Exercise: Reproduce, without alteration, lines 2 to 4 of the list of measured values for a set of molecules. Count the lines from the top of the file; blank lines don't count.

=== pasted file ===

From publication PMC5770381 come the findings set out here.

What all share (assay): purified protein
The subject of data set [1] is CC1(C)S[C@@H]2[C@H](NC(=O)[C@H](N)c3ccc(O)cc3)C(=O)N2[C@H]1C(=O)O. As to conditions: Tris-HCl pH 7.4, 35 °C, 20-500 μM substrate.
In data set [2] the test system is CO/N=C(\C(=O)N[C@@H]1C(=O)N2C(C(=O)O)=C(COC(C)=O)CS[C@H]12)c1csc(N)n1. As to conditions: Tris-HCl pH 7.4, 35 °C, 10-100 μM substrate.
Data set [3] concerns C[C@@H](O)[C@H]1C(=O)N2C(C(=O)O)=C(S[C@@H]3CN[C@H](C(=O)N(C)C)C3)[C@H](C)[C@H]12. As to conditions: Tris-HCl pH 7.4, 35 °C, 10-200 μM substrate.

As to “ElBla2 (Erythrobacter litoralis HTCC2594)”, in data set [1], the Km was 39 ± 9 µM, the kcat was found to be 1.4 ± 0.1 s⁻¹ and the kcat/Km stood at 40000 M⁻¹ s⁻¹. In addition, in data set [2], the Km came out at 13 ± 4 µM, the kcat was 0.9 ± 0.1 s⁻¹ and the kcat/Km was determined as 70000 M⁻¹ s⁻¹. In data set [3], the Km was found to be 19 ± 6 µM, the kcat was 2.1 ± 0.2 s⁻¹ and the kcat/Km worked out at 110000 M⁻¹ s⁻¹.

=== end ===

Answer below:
What all share (assay): purified protein
The subject of data set [1] is CC1(C)S[C@@H]2[C@H](NC(=O)[C@H](N)c3ccc(O)cc3)C(=O)N2[C@H]1C(=O)O. As to conditions: Tris-HCl pH 7.4, 35 °C, 20-500 μM substrate.
In data set [2] the test system is CO/N=C(\C(=O)N[C@@H]1C(=O)N2C(C(=O)O)=C(COC(C)=O)CS[C@H]12)c1csc(N)n1. As to conditions: Tris-HCl pH 7.4, 35 °C, 10-100 μM substrate.